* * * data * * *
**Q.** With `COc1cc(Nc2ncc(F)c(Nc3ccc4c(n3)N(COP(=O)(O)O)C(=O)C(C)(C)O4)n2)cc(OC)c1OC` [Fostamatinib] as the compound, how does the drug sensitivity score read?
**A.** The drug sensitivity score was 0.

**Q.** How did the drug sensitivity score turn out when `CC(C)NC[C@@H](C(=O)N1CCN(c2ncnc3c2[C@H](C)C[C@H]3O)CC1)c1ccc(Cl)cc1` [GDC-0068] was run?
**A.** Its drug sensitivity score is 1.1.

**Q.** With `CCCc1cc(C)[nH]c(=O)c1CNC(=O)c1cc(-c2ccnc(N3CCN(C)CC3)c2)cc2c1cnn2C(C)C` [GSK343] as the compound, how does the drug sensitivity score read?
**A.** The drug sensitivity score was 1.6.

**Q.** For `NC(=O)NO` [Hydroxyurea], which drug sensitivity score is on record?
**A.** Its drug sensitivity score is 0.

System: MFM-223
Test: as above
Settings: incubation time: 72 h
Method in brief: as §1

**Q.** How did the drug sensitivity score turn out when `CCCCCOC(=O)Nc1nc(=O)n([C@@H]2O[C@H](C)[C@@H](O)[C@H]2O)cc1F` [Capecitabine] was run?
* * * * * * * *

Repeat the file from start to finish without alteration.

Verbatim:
**Q.** With `COc1cc(Nc2ncc(F)c(Nc3ccc4c(n3)N(COP(=O)(O)O)C(=O)C(C)(C)O4)n2)cc(OC)c1OC` [Fostamatinib] as the compound, how does the drug sensitivity score read?
**A.** The drug sensitivity score was 0.

**Q.** How did the drug sensitivity score turn out when `CC(C)NC[C@@H](C(=O)N1CCN(c2ncnc3c2[C@H](C)C[C@H]3O)CC1)c1ccc(Cl)cc1` [GDC-0068] was run?
**A.** Its drug sensitivity score is 1.1.

**Q.** With `CCCc1cc(C)[nH]c(=O)c1CNC(=O)c1cc(-c2ccnc(N3CCN(C)CC3)c2)cc2c1cnn2C(C)C` [GSK343] as the compound, how does the drug sensitivity score read?
**A.** The drug sensitivity score was 1.6.

**Q.** For `NC(=O)NO` [Hydroxyurea], which drug sensitivity score is on record?
**A.** Its drug sensitivity score is 0.

System: MFM-223
Test: as above
Settings: incubation time: 72 h
Method in brief: as §1

**Q.** How did the drug sensitivity score turn out when `CCCCCOC(=O)Nc1nc(=O)n([C@@H]2O[C@H](C)[C@@H](O)[C@H]2O)cc1F` [Capecitabine] was run?